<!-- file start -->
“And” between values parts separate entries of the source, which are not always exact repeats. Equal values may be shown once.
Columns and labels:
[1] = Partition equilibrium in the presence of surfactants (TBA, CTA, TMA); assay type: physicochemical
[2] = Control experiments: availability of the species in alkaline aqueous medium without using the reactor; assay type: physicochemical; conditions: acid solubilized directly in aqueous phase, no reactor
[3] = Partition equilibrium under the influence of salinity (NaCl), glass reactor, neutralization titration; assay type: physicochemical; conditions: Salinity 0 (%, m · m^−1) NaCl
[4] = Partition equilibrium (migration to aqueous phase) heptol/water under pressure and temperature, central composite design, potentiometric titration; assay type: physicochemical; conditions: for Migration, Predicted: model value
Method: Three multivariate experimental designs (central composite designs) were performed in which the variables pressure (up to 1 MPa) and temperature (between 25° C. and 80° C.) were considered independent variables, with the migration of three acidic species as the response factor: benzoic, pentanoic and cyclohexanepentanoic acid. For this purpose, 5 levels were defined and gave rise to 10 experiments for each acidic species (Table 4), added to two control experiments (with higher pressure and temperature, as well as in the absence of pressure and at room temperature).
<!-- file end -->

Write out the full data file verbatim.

“And” between values parts separate entries of the source, which are not always exact repeats. Equal values may be shown once.
Columns and labels:
[1] = Partition equilibrium in the presence of surfactants (TBA, CTA, TMA); assay type: physicochemical
[2] = Control experiments: availability of the species in alkaline aqueous medium without using the reactor; assay type: physicochemical; conditions: acid solubilized directly in aqueous phase, no reactor
[3] = Partition equilibrium under the influence of salinity (NaCl), glass reactor, neutralization titration; assay type: physicochemical; conditions: Salinity 0 (%, m · m^−1) NaCl
[4] = Partition equilibrium (migration to aqueous phase) heptol/water under pressure and temperature, central composite design, potentiometric titration; assay type: physicochemical; conditions: for Migration, Predicted: model value
Method: Three multivariate experimental designs (central composite designs) were performed in which the variables pressure (up to 1 MPa) and temperature (between 25° C. and 80° C.) were considered independent variables, with the migration of three acidic species as the response factor: benzoic, pentanoic and cyclohexanepentanoic acid. For this purpose, 5 levels were defined and gave rise to 10 experiments for each acidic species (Table 4), added to two control experiments (with higher pressure and temperature, as well as in the absence of pressure and at room temperature).